When it is desired to produce a specific color shift or to eliminate certain colors, subtractive colorant means is provided external of the multilayer interference coating on the side of the multilayer interference coating 16 facing the incident light. This subtractive colorant means in combination with a multilayer interference coating serves to modify the inherent color shift produced by the multilayer interference coating to provide a discrete color shift from one distinct color to another distinct color at two different angles of incidence. This subtractive colorant means can take the form of a dyed superstrate 26 as shown in FIG. 1. The dyed superstrate 26 must be optically thick and have a minimum thickness in the range of about 1.5 to 2.0 microns.
The optically variable device or structure shown in FIG. 1 can be utilized in the manner described in U.S. Pat. No. 4,705,356. In addition, it can be utilized to encode information in the magnetic layer 17 For example, it could record the typical information which is carried by a credit card in a magnetic stripe. It also could be utilized for putting the numbers on the bottoms of checks so that the information carried by the check could be read magnetically as with present day checks and still provide the optical variable feature.
It also should be appreciated that the present invention can be incorporated in a magnetic and optically variable ink by providing flakes in the manner described in said copending application Ser. No. 812,814, filed on Dec. 23, 1985.
It should be appreciated that if desired in place of the chromium absorber layer, the absorber layer also could be formed of the cobalt nickel alloy. This simplifies the manufacture of the magnetic optically variable device or structure by only using a single metal and a single dielectric.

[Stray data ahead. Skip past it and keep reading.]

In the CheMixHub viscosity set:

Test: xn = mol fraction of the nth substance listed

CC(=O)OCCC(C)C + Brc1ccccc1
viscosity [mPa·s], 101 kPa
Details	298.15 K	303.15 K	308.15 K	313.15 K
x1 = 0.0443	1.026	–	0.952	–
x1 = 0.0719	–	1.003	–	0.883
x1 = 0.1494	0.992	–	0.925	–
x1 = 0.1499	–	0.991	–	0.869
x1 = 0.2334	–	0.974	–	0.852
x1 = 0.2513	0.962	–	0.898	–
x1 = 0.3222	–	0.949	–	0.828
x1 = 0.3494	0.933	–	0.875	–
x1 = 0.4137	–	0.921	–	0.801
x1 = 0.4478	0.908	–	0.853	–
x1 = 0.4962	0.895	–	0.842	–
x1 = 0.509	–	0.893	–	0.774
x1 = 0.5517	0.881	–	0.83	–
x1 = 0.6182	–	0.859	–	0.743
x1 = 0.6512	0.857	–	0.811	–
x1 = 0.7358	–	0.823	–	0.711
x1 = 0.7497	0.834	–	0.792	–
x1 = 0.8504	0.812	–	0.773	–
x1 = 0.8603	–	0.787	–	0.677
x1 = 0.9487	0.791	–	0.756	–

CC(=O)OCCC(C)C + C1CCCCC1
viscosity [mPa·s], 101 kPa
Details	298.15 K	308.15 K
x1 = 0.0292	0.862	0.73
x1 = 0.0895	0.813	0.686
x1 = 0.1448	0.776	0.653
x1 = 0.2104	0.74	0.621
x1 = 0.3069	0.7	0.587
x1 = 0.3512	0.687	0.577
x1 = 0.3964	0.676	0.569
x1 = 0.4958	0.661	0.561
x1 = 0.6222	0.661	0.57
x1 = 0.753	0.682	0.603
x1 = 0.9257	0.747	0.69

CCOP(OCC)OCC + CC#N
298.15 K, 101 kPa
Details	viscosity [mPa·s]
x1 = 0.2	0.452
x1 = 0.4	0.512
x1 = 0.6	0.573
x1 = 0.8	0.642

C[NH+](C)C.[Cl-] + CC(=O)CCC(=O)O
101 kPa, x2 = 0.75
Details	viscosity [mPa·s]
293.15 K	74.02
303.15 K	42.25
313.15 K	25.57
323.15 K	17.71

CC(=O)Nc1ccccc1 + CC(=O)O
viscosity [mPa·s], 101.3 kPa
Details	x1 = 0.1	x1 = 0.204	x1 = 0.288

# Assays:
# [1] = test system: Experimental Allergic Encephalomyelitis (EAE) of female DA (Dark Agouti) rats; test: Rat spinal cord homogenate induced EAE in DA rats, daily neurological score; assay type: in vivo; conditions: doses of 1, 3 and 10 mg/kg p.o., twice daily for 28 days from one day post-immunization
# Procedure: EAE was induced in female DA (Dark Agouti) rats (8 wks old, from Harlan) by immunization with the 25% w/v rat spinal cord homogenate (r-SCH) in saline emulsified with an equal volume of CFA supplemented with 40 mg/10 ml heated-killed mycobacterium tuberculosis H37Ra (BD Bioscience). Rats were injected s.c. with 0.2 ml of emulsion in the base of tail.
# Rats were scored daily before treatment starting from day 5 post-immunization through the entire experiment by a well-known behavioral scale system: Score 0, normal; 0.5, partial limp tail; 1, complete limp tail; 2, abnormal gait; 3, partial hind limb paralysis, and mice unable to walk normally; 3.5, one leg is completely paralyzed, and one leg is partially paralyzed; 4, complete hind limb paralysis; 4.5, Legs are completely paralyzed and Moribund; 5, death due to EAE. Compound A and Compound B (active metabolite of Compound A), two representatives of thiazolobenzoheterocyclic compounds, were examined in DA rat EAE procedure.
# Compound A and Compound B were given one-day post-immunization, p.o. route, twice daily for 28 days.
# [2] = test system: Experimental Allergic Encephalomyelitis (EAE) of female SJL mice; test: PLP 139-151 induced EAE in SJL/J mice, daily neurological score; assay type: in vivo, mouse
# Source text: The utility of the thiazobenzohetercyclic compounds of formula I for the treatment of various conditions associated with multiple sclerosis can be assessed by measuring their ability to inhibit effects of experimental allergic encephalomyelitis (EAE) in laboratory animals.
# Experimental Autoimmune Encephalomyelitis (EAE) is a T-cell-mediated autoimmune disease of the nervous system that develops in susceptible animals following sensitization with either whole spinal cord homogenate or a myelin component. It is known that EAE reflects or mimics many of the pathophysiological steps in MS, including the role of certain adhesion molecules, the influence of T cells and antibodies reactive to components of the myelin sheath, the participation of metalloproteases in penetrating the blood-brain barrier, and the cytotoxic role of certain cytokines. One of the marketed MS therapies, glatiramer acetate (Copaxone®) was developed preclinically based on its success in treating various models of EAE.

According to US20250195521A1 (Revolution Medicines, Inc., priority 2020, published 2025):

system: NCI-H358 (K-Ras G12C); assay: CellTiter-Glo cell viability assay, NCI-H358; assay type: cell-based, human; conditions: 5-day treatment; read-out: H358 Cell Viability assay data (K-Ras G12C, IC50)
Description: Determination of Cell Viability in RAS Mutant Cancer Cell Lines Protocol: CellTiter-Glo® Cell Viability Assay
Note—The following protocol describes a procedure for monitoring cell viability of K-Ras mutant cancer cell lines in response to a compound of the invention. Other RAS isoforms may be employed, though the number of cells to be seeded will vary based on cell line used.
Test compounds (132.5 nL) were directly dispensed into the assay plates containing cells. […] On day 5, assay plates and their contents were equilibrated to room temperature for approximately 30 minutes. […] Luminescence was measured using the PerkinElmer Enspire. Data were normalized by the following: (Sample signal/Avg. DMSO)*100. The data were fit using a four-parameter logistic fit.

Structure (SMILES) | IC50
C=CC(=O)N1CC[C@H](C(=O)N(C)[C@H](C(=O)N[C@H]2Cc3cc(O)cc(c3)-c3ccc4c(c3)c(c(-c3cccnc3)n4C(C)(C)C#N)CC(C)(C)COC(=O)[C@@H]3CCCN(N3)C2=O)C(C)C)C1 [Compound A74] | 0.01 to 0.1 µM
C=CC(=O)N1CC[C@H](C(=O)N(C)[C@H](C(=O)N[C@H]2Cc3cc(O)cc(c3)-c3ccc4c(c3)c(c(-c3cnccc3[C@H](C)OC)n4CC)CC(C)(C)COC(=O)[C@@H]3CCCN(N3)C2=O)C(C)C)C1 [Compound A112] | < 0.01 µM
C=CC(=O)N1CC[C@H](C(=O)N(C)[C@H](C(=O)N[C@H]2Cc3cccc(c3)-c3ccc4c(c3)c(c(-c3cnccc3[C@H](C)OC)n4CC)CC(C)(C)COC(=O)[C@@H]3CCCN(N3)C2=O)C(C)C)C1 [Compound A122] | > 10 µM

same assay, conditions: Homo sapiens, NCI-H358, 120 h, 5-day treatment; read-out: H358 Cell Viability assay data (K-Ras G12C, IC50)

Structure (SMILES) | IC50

Another embodiment of the thin film structure having magnetic and optically variable properties is shown in FIG. 2 and takes the form of a magnetic optically variable pigment. As shown in FIG. 2, this pigment is comprised of a symmetrical design which lends itself to being broken up into flakes which can be utilized in making pigment in the manner described in co-pending application Ser. No. 812,814, filed on Dec. 23, 1985. The symmetrical design 31 shown in FIG. 2 is formed using a reflecting metallic layer which also has magnetic properties. As explained in connection with the previous embodiment, the metal is selected for its reflecting properties as well as its magnetic properties. The metal is deposited to a thickness so that it is substantially opaque. One metal found to be satisfactory is a cobalt nickel alloy with the cobalt nickel having a ratio by weight of 80% and 20% respectively. This ratio for each of the metals can be varied by plus or minus 10% and still achieve the desired results. The reflecting layer 32 is provided with first and second reflecting surfaces 33 and 34. Dielectric spacer layers 36 and 37 are provided on the surfaces 33 and 34 and are formed of a suitable low index of refraction material such as magnesium fluoride. Metallic absorber layers 38 and 39 formed of a suitable absorber metal such as chromium are deposited on the dielectric layers 36 and 37. They are deposited to a thickness so that they are semi-transparent. As pointed out previously, when it is desired to use only a single metal in the structure, the chromium layer can be replaced with the cobalt nickel alloy utilized for the reflecting layer 32.
If a specific color shift is desired or if it is desired to remove certain colors, dyed superstrates 41 and 42 are provided on the metal layers 38 and 39 to provide subtractant colorant means of the type hereinbefore described in connection with FIG. 1.
The structure which is shown in FIG. 2 can be prepared in flake form in the manner described in co-pending application Ser. No. 812,814 filed Dec. 23, 1985. The symmetrical design particularly lends itself to such an application. In utilizing flakes formed from the structure shown in FIG. 2, a magnetic optically variable pigment can be provided in which magnetic information can be encoded in the paint incorporating the pigment or in which the pigment simply exhibits magnetic properties so that it can be utilized in credit cards, checks and the like in the manner hereinbefore described.